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Chapter 11

Chapter 11.docx

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University of Guelph
PSYC 2650
Anneke Olthof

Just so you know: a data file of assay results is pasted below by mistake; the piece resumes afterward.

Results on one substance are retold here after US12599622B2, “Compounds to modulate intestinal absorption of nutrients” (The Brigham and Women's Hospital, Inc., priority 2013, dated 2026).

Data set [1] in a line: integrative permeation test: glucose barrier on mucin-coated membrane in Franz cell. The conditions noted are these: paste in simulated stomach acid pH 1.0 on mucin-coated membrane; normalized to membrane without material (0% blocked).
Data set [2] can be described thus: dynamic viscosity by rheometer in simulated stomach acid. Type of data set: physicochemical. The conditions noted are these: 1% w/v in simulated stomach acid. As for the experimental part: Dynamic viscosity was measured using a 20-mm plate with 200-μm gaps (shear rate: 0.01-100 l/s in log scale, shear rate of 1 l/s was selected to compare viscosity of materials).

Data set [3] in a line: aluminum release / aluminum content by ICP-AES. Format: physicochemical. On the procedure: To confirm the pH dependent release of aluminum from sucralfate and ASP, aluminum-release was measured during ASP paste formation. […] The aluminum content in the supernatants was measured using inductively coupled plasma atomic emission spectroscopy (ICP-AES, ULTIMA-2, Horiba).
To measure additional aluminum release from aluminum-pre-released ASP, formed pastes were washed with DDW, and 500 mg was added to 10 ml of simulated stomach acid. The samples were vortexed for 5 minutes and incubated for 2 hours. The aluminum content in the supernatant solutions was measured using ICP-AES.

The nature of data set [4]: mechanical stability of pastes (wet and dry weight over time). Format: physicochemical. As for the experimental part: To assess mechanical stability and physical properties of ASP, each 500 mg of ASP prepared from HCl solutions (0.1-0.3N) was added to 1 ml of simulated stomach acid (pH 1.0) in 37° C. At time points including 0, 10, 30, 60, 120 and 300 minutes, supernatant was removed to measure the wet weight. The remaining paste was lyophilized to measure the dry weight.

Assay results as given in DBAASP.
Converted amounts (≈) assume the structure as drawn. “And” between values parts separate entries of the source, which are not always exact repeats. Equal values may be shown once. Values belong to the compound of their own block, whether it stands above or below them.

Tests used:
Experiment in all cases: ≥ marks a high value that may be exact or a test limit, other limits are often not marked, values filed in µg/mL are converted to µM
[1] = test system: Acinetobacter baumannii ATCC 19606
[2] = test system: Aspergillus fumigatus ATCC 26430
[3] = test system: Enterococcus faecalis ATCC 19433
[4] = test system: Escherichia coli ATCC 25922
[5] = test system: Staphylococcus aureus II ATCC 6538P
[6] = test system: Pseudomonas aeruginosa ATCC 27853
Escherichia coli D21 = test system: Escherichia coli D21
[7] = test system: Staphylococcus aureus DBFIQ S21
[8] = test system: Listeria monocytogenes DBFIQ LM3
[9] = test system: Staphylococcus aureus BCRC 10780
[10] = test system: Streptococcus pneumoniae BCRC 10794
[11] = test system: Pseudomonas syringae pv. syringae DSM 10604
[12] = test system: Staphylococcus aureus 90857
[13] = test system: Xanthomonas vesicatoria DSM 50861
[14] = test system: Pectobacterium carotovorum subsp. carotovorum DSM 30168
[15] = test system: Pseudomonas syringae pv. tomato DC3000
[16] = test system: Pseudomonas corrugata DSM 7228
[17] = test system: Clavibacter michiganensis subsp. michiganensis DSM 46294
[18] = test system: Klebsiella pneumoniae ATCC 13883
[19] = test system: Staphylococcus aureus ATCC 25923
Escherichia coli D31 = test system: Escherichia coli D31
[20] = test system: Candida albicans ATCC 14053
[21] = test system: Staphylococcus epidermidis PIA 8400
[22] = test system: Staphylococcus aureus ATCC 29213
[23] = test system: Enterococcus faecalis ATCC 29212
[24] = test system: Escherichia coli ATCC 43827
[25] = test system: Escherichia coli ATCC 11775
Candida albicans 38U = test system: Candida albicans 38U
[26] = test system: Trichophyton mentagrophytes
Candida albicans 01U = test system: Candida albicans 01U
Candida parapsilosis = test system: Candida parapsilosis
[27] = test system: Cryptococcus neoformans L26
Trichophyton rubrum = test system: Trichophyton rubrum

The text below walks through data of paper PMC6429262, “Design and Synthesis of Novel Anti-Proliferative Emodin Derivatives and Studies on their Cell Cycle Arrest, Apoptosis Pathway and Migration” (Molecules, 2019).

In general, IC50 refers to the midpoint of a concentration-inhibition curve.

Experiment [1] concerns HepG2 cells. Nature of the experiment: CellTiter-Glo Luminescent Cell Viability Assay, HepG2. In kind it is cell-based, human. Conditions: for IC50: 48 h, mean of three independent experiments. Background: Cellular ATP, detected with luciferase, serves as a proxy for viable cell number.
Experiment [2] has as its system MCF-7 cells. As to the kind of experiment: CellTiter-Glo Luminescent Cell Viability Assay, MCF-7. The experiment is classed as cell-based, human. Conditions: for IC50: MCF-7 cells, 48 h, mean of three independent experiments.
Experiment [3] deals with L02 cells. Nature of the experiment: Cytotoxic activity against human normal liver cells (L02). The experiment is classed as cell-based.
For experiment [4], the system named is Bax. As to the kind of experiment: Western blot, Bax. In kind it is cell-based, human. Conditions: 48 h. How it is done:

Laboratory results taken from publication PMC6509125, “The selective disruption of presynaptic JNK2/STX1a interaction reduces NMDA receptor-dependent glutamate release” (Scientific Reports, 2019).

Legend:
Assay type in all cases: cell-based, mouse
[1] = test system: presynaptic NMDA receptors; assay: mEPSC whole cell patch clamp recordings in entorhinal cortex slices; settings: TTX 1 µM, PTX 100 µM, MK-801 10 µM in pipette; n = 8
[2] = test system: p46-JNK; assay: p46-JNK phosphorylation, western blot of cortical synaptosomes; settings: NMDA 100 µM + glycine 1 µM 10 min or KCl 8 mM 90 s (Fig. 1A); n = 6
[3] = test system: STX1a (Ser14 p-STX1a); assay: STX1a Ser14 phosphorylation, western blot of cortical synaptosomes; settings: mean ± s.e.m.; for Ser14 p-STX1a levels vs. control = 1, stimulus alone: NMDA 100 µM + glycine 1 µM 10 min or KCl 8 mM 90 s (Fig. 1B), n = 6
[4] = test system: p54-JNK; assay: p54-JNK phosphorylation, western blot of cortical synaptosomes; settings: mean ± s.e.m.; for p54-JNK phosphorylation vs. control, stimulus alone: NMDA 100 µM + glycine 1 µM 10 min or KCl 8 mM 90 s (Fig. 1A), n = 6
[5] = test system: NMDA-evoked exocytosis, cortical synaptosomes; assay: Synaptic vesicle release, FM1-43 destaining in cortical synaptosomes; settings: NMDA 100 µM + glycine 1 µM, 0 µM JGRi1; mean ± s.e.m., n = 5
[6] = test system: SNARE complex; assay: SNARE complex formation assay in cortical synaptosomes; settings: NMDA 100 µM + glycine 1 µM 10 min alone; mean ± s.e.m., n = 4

Chapter 11: Visual Language Visual Imagery - When remembering the image of something you call a “picture” of it to your mind - Visual images are used as a basis for making decisions and as an aid to remembering Introspections About Images - Galton asked his research participants to introspect (look within) and report on their own mental contest - The self-report data he obtained fit well with common sense: that participants reported that they could “inspect” their images much as they would inspect a picture - They could “read off” from the image details of colour and texture - All of this implies a mode of representation that is picture-like - Participants also differed widely from each other - many described images of photographic clarity, rich in detail as if they were seeing the image, other participants reported very sketchy images or none at all - Perhaps we shouldn’t take these self-reports at face value, perhaps they all had the same imagery skill but some were cautious how they chose to describe it, may be a difference in how they talk about it rather than the imagery itself Chronometric Studies of Imagery - Chronometric (time-measuring) studies give us a more accurate portrait of mental imagery than self-report data - Examine how accurate and how fast people are in their responses for reading information off of their imagers or manipulating them - Allow us to ask what sorts of information are prominent in a mental image and what sorts are not - The pattern of what information is included as well as what is prominent depends on the mode of presentations - For a description of a cat, the features that are prominent will be those that are distinctive and strongly associated with the object being described - For a depiction, distinctiveness and association won’t matter, size and position deter-mine what is prominent - In a study, participants were asked to form a series of mental images and to answer yes/no questions about each - E.g. asked to form a mental image of a cat and asked if they cat has a head, claws participants responded to these questions quickly, the responses to the head questions were quicker than the claws question - This suggests that information quickly available in the image follows the rules for pictures, not paragraphs - A different group was asked to think about cats with no mental imagery and the reverse pattern showed - In a different experiment, participants were asked to memorize a fictional map and the locations of landmarks - They were asked to form a mental image and when a landmark was mentioned they were asked to imagine a black speck moving in a straight line from one landmark to the next, when it reached the target participants pressed a button, stopping a clock - The data from this Image-Scanning Procedure suggests that participants scan across their images at a constant rate, so that doubling the scanning “distance” doubles the time required for the scan - Similar results are obtained if participants are given a task that requires them to “zoom in” or “zoom out” on their images - Response times are directly proportional to the amount of zoom required - Travel in the imaged world resembles travel in the actual world - In another study, participants were asked to imagine a mouse beside an elephant and asked if the mouse had whiskers, their response time was slow because they had to zoom in to see it, response times were faster if the mouse was beside a paper clip - These mental imagery data are telling us a great deal about the nature of mental im-ages - according to these results, images represent a scene in a fashion that preserves all of the distance relationships within that scene - The image preserves the spatial layout of the represented scene - Images directly represent the geometry of the scene, and it is in that way images depict the scene rather than describing it Mental Rotation - Participants were asked to decide whether images should 2 different shapes or just one shape viewed from two different perspectives - To perform this mental rotation task, participants seem first to imagine one of the forms rotating into alignment with the other - Then once the forms are oriented the same way, participants can make their judgment - This takes some time, depends on how much rotation is needed - Imagined movement resembles actual movement: the farther one has to imagine a form rotating, the longer the evaluation takes - People have no trouble with mental rotation in depth, they make very few errors and the data resemble those obtained with picture-plane rotation - There is a clear relation between angle of rotation and response times, and the speed of rotation seems similar for both - Visual images are not mental pictures; they are more like mental sculptures Avoiding Concerns About Demand Character - Perhaps participants simply control the timing of their responses in order to recreate this normal pattern - Participants may do this because they want to be helpful and give the researcher good data - they are sensitive to the demand character of the experiment (cues that signal how they are supposed to behave - We can set aside these concerns and maintain the claims we’ve already sketched that the scanning and rotation data are as they are because of how images represent spatial layout - In studies attempting to reduce demand character, experimenters never ask the participants to use mental imagery - Participants spontaneously form images and scan across them, and their responses show the standard pattern Interactions Between Imagery and Perception - In a study, participants were asked to detect very faint signals (dim visual stimuli or soft tones) - on each trial, participants task was to indicate whether a signal had been present or not - Participants did this either while forming a visual image or an auditory image - Forming a visual image interferes with seeing and forming an auditory image interferes with hearing - Another study had participants visual a form (H or T) and a moment later either an H or a T was presented, although at a very low contrast and difficult to perceive - Perception was facilitated if participants had just been visualizing the target form - Confirms the claim that visualizing and perceiving draw on similar mechanisms, so that one of these activities can serve to prime the other - Neuroimaging techniques reveal that visual perception relies heavily on tissue located in the occipital lobe - Activity levels are also high in these areas when participants are visualizing a stimulus - Different areas of the occipital cortex are involved in different aspects of visual perception - here there are parallels between brain activity during perception and brain activity during imagery - Areas V1 and V2 in the visual cortex are involved in the earliest stages of visual perception, responding to the specific low-level features of the input - The same areas are particularly active whenever participants are maintaining highly de-tailed images - The amount of brain tissue showing activation increases as participants imagine larger objects - Areas MT/MST in the brain is highly sensitive to motion in ordinary visual perception and the same brain area is activated when participants are asked to imagine movement patterns - Studies of brain damage also shows parallels between visual perception and visual imagery - lose the ability to perceive colour and imagine colour - In one case, a patient had suffered a stroke, and developed neglect syndrome, if he were shown a picture he only saw the right side of it, if he was asked to imagine some-thing, he only described the right side of the image - More evidence comes from transcranial magnetic simulation (TMS), which creates strong magnetic pulses at a specific location; this causes a temporary disruption in the brain region - Using TMS causes problems in vision and parallel problems in visual imagery Sensory Effects in Imagery - The neural machinery needed for imagery overlaps with that needed for perception - If the machinery is occupied with one of these functions, it is not available for the other - If the machinery is disrupted, both activities are compromised - There is an intimate relationship between imagery and perception - This sharing of neural mechanisms functions in similar ways - Research indicates a functional equivalence - Consider visual acuity (the ability to see fine detail), acuity is much greater at the center of the visual field than in the periphery - In measurements of “two-point acuity” observers are shown 2 dots, if they are far apart enough the observer can see that they are separate but if they are close they cannot - We can assess acuity by measuring how far apart the dots have to be before the ob-server can see that they are separate - Two-point acuity is greatest when people are looking directly at the dots - If we position the dots 10 degree away from someone’s line of vision, acuity is worse - The data show a remarkable correspondence between participants’ performance with a actually perceived dots and their performance with imagined dots - In both cases, acuity fell off abruptly if the dots were not in the center of vision Spatial Images and Visual Images - A number of studies have examined imagery in people blind since birth - Stimuli to be imaged are presented initially as sculptures to be explored with hands - Blind individuals yield data quite similar to those obtained with sighted research participants - response times are proportionate to distance traveled - People blind since birth must be using something different than what things look like - They are probably thinking about spatial layout and relations - We need to distinguish between visual and spatial imagery - Visual imagery represents spatial layout in terms of how things look - Spatial imagery can represent spatial layout in terms of movements or body feelings - When looking at brain damage, there are cases in which brain damage causes problems in imagery but not perception or vice versa - In one case a patient’s lesions produced blindness but did well on many imagery tasks - Other patients show neglect syndrome in vision but not imagery - Visual imagery relies on brain areas needed for vision so damage to these areas disrupts both imagery and vision - Spatial imagery relies on different brain areas, so damage to visual areas won’t interfere with this form of imagery Individual Differences - When do people use one type of imagery and when do they use the other? - Some tasks require one form of imagery or the other - Choices between visual and spatial imagery will also depend on your preferences and the exact instructions you